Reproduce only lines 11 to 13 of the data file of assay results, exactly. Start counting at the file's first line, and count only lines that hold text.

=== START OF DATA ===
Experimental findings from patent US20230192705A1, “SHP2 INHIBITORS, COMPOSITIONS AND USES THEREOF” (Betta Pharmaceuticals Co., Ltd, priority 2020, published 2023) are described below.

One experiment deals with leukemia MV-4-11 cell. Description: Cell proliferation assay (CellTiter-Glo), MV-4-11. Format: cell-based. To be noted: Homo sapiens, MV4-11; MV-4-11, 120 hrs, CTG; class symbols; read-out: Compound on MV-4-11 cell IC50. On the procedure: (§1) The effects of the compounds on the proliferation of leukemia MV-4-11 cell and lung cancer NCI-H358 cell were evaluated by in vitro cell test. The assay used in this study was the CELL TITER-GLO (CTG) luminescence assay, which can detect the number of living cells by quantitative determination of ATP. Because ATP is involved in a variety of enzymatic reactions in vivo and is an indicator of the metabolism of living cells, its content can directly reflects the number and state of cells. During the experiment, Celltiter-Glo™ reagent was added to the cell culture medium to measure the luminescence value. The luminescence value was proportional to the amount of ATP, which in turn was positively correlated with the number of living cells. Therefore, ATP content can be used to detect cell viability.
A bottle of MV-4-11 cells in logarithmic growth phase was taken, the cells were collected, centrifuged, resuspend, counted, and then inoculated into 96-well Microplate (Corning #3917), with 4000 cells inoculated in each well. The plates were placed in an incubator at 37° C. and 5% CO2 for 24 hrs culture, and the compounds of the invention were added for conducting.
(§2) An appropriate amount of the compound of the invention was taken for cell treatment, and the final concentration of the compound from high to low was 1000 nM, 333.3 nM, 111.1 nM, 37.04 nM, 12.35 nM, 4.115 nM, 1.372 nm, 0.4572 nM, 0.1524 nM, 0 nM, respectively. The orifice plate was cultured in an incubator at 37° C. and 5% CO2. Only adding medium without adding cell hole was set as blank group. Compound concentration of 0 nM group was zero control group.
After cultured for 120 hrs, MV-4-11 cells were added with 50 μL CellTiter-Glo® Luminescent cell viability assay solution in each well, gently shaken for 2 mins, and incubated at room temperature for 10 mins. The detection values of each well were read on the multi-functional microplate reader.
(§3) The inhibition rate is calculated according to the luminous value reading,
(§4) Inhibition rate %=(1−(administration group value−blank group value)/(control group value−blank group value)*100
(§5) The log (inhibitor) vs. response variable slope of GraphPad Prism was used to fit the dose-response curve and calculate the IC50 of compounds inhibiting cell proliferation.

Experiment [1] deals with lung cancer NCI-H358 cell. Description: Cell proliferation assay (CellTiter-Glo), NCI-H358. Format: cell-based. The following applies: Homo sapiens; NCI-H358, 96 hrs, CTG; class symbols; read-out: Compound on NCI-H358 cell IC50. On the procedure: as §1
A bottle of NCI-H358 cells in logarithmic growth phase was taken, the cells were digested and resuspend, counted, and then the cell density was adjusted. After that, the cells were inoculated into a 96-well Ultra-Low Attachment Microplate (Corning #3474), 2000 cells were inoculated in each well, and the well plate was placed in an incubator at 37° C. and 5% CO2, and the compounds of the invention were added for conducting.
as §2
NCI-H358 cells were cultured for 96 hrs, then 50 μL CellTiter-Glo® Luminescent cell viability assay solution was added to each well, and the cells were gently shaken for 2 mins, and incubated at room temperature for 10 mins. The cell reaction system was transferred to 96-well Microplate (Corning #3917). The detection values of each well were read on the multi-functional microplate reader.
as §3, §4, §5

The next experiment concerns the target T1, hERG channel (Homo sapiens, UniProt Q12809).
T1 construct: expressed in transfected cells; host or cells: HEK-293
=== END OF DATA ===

as §2
NCI-H358 cells were cultured for 96 hrs, then 50 μL CellTiter-Glo® Luminescent cell viability assay solution was added to each well, and the cells were gently shaken for 2 mins, and incubated at room temperature for 10 mins. The cell reaction system was transferred to 96-well Microplate (Corning #3917). The detection values of each well were read on the multi-functional microplate reader.
as §3, §4, §5